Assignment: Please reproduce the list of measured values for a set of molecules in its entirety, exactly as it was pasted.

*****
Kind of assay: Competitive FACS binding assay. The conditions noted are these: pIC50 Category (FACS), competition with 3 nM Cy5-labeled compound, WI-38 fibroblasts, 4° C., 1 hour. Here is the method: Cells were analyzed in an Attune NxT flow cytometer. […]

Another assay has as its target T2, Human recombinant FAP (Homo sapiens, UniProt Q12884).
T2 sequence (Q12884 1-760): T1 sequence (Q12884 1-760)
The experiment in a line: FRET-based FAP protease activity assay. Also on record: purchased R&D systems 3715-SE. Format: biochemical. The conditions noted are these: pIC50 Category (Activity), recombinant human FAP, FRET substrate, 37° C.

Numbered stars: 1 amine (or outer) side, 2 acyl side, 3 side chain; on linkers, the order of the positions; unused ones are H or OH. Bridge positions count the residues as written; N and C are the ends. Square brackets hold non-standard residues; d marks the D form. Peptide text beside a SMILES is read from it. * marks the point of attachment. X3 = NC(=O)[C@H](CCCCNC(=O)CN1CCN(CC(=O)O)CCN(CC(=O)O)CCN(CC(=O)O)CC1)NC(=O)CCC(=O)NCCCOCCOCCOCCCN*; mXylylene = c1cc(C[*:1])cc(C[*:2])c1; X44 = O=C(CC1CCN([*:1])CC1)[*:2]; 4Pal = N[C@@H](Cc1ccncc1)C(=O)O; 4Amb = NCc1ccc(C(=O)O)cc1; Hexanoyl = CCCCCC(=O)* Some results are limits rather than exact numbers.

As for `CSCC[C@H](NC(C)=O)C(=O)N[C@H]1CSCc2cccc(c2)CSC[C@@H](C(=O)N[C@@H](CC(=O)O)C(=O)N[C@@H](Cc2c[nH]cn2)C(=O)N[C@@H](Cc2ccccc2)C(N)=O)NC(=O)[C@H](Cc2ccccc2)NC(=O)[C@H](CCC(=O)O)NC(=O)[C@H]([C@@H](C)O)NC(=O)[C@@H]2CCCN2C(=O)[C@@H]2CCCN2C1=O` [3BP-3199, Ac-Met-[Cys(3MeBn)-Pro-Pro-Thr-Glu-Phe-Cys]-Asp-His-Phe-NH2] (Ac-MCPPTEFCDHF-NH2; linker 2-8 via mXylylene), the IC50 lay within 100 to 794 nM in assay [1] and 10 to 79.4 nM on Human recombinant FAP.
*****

Kind of assay: Competitive FACS binding assay. The conditions noted are these: pIC50 Category (FACS), competition with 3 nM Cy5-labeled compound, WI-38 fibroblasts, 4° C., 1 hour. Here is the method: Cells were analyzed in an Attune NxT flow cytometer. […]

Another assay has as its target T2, Human recombinant FAP (Homo sapiens, UniProt Q12884).
T2 sequence (Q12884 1-760): T1 sequence (Q12884 1-760)
The experiment in a line: FRET-based FAP protease activity assay. Also on record: purchased R&D systems 3715-SE. Format: biochemical. The conditions noted are these: pIC50 Category (Activity), recombinant human FAP, FRET substrate, 37° C.

Numbered stars: 1 amine (or outer) side, 2 acyl side, 3 side chain; on linkers, the order of the positions; unused ones are H or OH. Bridge positions count the residues as written; N and C are the ends. Square brackets hold non-standard residues; d marks the D form. Peptide text beside a SMILES is read from it. * marks the point of attachment. X3 = NC(=O)[C@H](CCCCNC(=O)CN1CCN(CC(=O)O)CCN(CC(=O)O)CCN(CC(=O)O)CC1)NC(=O)CCC(=O)NCCCOCCOCCOCCCN*; mXylylene = c1cc(C[*:1])cc(C[*:2])c1; X44 = O=C(CC1CCN([*:1])CC1)[*:2]; 4Pal = N[C@@H](Cc1ccncc1)C(=O)O; 4Amb = NCc1ccc(C(=O)O)cc1; Hexanoyl = CCCCCC(=O)* Some results are limits rather than exact numbers.

As for `CSCC[C@H](NC(C)=O)C(=O)N[C@H]1CSCc2cccc(c2)CSC[C@@H](C(=O)N[C@@H](CC(=O)O)C(=O)N[C@@H](Cc2c[nH]cn2)C(=O)N[C@@H](Cc2ccccc2)C(N)=O)NC(=O)[C@H](Cc2ccccc2)NC(=O)[C@H](CCC(=O)O)NC(=O)[C@H]([C@@H](C)O)NC(=O)[C@@H]2CCCN2C(=O)[C@@H]2CCCN2C1=O` [3BP-3199, Ac-Met-[Cys(3MeBn)-Pro-Pro-Thr-Glu-Phe-Cys]-Asp-His-Phe-NH2] (Ac-MCPPTEFCDHF-NH2; linker 2-8 via mXylylene), the IC50 lay within 100 to 794 nM in assay [1] and 10 to 79.4 nM on Human recombinant FAP.